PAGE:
Ambassador Samantha Power Shares Laughs, Lessons Learned From Her Time in Leadership
“What was extraordinary to me when watching her as the ambassador and as the permanent representative to the U.N. was I always felt… that she had a face that never lied.” This is how Dean Rachel Kyte introduced the keynote speaker at The Fletcher School’s fifth annual Conference on Gender and International Affairs.
Ambassador Samantha Power was indeed as honest and candid as Dean Kyte indicated, rousing many laughs, gasps, “oohs” and “aahs” around the crowded auditorium.
Power opened her address by commending the Gender Conference leadership for “gathering such a range of students and scholars for panels and workshops.” She said, “The ambition and diversity of programming at this conference and the blend of practitioners and academics––it’s very Fletcher.” The Ambassador continued, “I’ve really seen the impact [of a Fletcher education] both in the U.S. government and at the United Nations around the world.”
The organizers of the entirely student-run conference said they were very proud of how the conference turned out. “Packed auditoriums and rooms for the workshops and panels, a standing ovation for Ambassador Power… it was exciting to see ten months of hard work come to fruition, a true labor of love,” said Emelia Williams, the conference team’s marketing chair and a second year Master of Arts in Law and Diplomacy student.
“It was great seeing Fletcher students, students from other universities, alumni, and faculty engaging with gendered issues that still need to be highlighted in each field of study at Fletcher,” said Williams. “Shining a light on the activists, practitioners, and scholars who made these issues their lives is the least we can do. The next step is actively incorporating an intersectional gender analysis into the work we do here at Fletcher and after graduation.”
Power provided a springboard off which the Fletcher community can jump into this next step. The ambassador focused on three key lessons learned from her experiences working in journalism, activism, and government. “One: What we see matters. Two: Look out for other women. Three: Shrink the change.” She illustrated these lessons through colorful and relatable personal stories about everything from an infamous “reply all” fiasco during the Obama campaign to “nursing [her] daughter while on the phone with John Kerry discussing our Russia policy.”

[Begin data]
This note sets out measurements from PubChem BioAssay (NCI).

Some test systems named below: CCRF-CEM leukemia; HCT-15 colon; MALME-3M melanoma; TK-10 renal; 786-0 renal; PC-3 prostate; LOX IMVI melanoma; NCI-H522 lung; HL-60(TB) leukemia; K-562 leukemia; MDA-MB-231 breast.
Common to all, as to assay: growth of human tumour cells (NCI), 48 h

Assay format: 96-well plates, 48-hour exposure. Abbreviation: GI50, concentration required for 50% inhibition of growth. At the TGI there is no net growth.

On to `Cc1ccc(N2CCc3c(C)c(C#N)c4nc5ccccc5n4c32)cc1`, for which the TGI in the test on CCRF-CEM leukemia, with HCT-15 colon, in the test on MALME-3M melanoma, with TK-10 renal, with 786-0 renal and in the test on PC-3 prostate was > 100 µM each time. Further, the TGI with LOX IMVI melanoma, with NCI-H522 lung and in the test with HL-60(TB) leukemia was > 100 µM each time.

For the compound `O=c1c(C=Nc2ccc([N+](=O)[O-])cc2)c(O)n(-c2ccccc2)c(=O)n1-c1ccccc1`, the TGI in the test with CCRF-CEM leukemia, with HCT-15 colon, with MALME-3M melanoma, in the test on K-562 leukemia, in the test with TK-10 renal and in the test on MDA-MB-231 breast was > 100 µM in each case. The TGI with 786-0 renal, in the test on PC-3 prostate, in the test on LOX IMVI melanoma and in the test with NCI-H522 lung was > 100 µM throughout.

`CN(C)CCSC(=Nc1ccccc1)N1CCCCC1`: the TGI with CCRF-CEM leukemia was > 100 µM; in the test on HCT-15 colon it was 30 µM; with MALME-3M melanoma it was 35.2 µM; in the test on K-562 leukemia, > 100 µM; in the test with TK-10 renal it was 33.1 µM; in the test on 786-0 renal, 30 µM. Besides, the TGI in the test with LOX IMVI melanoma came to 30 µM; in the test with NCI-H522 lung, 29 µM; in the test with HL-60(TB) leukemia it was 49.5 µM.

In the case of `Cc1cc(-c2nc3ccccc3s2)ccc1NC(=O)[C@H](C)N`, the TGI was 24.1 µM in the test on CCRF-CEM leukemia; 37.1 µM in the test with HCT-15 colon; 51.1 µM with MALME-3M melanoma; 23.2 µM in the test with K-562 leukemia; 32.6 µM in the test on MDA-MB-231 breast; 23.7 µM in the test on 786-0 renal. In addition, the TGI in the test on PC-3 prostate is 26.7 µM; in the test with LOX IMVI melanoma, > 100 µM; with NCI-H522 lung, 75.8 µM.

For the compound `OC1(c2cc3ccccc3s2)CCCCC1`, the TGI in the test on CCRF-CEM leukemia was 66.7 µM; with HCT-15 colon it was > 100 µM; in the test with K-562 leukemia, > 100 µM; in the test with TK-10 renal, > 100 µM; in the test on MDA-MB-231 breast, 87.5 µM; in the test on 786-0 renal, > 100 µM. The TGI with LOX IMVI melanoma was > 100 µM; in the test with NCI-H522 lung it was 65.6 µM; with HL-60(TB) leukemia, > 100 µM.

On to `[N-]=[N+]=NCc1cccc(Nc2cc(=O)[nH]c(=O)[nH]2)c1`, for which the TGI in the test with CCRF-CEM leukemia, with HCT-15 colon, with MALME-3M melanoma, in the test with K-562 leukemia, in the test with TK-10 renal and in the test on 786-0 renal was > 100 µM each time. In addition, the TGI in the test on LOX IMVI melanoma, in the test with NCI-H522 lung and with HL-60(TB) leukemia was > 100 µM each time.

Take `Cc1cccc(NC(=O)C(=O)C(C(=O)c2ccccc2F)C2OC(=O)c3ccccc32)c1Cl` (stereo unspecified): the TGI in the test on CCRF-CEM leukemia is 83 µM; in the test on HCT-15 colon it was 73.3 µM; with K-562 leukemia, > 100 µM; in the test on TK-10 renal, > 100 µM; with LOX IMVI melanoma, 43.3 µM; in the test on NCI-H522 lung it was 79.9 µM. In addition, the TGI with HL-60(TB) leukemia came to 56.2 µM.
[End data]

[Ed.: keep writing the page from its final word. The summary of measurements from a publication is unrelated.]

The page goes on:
To demonstrate how “what we see matters,” Power showed a series of photos of lawmakers and leaders that featured few or no women. Power shared a photo of Jeane Kirkpatrick, the first woman to serve as United States Ambassador to the U.N., in which Kirkpatrick is the only woman amidst a sea of (mostly white) men. Power spoke of the impact this image had on her as a young woman and how she too “was often the only woman ambassador who sat on the U.N. security council.”
Reflecting on the 2016 campaign to select a woman for U.N. Secretary-General, in which Power was heavily involved, the ambassador made light of the institutionalized sexism. As they searched for the new secretary-general, her male colleagues would warn, “as long as she’s competent.”
Power quipped, “How do people think some unqualified woman is just going to slip through the cracks and become U.N. secretary-general? Are they afraid some woman’s going to say, ‘well I was going to get my hair done today, but I thought, ‘let me just become secretary-general instead.’”
Power remarked that she was very intentional throughout her tenure at the U.N. about staying very open regarding “the juggle” of life, work, and parenthood. Her philosophy was to err on the side of oversharing, “believing that opening up about what goes on behind the scenes will make people feel less alone.”
“Fletcher’s own political scientist [Professor] Dan Drezner described women in our field as facing what he called a ‘gender tax’ that our male counterparts don’t shoulder,” Power said. In her own leadership, Power has made a concerted effort to eliminate this intangible tax. She slowed down hiring processes to better involve working mothers, systematically amplified the ideas of her female colleagues, and met with young women and girls across the world.
When the ambassador turned to her third point - “shrink the change” - she commented on its relevance for Fletcher students. “I’m seeing a lot of nods out there,” she said. Power introduced what she calls the “incommensurability problem,” the overwhelming nature and seemingly infinite scope of so many global challenges. “You can just feel so small,” she said. Her remedy, she suggests, is to “take a big problem and turn it into something that is manageable.”
In the face of what Power termed “the human rights recession,” the decline of freedom worldwide according to a variety of metrics, Power and her colleagues decided to “shrink the change” back in 2015. They created a campaign called #FreeThe20, advocating for the release of twenty female political prisoners around the world. While success was small-scale and gradual, Power noted that to the women and to their families “[#FreeThe20] was everything.” Sixteen of the twenty women have since been released as a result of the campaign’s efforts.
Closing her remarks with another dose of inspirational good humor, Power switched the slide to a picture of a protestor from the Women’s March. The man’s sign read, “Not usually a sign guy but geez.” From there, Power implored Fletcher students and other conference attendees to find out “what are each of us not ‘usually’ that these times require us to be?”